Updated Wed, Nov 27, 2013 4:31 pm
With the conclusion of Ohio’s season finale against the UMass Minutemen on Friday, one of the most successful senior classes in Bobcat football history will likely close the door on a memorable four years. While the class has helped Ohio appear in three bowl games throughout their careers including the program’s first bowl win, some have questioned whether the poor finish to their final season will tarnish their overall legacy.
A win on Friday would improve the Bobcats to 7-5 and secure the program’s fifth-consecutive winning season and would also keep the Bobcats’ slim chances of receiving a bowl bid alive. Ohio’s bowl probability will only rise if the Northern Illinois Huskies end up in a Bowl Championship Series game, a possibility that appears even more likely after the Huskies leapfrogged the Fresno State Bulldogs in the BCS poll.
The Bobcats still have a lot to play for on Friday, but some members of the senior class are also motivated to prove that the recent skid should not define the successful class. Senior linebacker Keith Moore said that he doesn’t think the skid should affect the legacy, but he is still determined to prove the doubters wrong.
“You hope these last couple games don’t affect the legacy, but it might,” Moore said. “That’s scary to think about. We’re hoping to get this “W” first and worry about that first.”
Quarterback Tyler Tettleton had different thoughts, saying that no matter what has happened over the last month, nothing could tarnish the success of the senior class.
“What we’ve been able to do here is what nobody else has done,” Tettleton said. “If you look around and see everything that’s going up here, it’s because of us and because of this coaching staff.”
A win against UMass would aide the lasting memory of the class, but the Bobcats cannot overlook the 1-10 Minutemen, as the squad challenged Ohio in a 37-34 Bobcat victory just last season. Keith Moore admitted that the up-tempo offense of the Minutemen drained Ohio in 2012, helping the UMass offense keep pace with Beau Blankenship and the Bobcat offense.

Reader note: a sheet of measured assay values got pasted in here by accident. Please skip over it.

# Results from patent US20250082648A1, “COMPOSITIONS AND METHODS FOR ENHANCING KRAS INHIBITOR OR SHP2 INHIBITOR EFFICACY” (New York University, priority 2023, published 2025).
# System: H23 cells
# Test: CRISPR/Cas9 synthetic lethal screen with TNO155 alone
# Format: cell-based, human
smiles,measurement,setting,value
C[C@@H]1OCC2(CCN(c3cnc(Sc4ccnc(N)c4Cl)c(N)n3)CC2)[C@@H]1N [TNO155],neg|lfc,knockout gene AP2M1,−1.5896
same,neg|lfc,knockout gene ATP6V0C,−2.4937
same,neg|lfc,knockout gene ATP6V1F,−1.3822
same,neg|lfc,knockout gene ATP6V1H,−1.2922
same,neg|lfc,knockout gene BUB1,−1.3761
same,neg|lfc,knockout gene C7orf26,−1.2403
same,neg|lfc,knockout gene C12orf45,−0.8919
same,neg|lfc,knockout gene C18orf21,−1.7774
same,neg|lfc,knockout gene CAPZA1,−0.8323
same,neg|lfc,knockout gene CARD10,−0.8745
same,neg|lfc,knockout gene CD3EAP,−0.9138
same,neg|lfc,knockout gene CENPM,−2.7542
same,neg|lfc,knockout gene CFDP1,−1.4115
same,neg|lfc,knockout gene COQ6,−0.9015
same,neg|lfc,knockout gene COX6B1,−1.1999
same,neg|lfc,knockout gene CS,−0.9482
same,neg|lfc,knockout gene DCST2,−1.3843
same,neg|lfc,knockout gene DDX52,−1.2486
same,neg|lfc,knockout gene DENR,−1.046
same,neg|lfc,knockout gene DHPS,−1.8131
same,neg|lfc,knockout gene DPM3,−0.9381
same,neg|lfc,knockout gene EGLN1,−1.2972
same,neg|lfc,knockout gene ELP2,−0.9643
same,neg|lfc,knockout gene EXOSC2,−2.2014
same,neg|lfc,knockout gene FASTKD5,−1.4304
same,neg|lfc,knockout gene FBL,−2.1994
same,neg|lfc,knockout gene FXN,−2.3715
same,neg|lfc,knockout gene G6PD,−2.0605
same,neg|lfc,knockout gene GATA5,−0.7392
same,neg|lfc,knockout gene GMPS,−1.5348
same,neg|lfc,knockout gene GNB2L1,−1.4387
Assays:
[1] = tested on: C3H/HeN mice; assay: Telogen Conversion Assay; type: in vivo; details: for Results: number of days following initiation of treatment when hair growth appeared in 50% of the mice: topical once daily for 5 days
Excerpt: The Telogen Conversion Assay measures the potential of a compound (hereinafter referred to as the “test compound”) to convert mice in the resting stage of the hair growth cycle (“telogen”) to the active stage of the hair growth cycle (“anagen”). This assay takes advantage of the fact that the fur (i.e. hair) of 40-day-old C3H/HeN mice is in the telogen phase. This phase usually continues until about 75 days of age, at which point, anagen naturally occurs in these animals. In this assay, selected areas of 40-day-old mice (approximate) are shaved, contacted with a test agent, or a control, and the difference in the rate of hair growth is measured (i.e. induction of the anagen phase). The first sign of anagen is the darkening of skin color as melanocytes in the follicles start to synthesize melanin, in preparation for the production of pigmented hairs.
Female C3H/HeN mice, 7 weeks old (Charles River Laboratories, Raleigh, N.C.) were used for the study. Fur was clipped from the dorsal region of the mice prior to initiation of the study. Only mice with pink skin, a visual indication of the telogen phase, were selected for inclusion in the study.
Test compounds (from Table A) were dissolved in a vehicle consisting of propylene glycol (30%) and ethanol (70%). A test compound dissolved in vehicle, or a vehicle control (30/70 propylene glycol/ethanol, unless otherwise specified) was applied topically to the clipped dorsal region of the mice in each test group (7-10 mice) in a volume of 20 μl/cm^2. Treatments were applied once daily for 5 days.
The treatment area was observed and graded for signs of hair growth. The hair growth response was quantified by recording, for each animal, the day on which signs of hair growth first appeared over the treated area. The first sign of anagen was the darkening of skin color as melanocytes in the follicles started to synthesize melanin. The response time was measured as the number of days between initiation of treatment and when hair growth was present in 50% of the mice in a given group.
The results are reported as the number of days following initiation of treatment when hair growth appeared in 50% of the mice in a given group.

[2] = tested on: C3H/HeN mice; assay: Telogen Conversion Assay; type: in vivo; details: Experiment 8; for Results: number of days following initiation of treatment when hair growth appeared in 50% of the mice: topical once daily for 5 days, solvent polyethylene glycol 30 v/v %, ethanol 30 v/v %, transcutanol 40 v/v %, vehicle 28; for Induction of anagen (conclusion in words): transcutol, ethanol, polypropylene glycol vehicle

Blankenship recorded 269 rushing yards and two touchdowns in Foxboro last year, the best rushing performance of his career. The back’s 269 yard total was 101 yards more than his previous game-best. If Blankenship and the running back corps can find a rhythm, Ohio’s offense might return to the form that Bobcat fans remember from the beginning of the season.
Tettleton, Blankenship and the Ohio offense has managed to find the end zone just once over the last 12 quarters of play, a drought that has helped opponents outscore the Bobcats 123-16 in the month of November.
A convincing win against the struggling Minutemen would certainly boost Ohio’s postseason stock, but more importantly, it could put a sweet ending on an otherwise bitter and disappointing season, as well as remind Bobcat fans of how far the program has come since this class’ entrance four years ago.
“I know nothing is guaranteed after this game,” Tettleton said. “We’re all going to come out here and give it our all and end this thing the right way.”
“To think about this being my last game is crazy to me,” Moore said. “Coach Solich just said that we have an outside chance at a bowl game, so hopefully that happens and hopefully we get this “W”.”
Ohio and UMass kick off from Peden Stadium on Friday at 2 with a ceremony to honor the 19 seniors scheduled for pregame.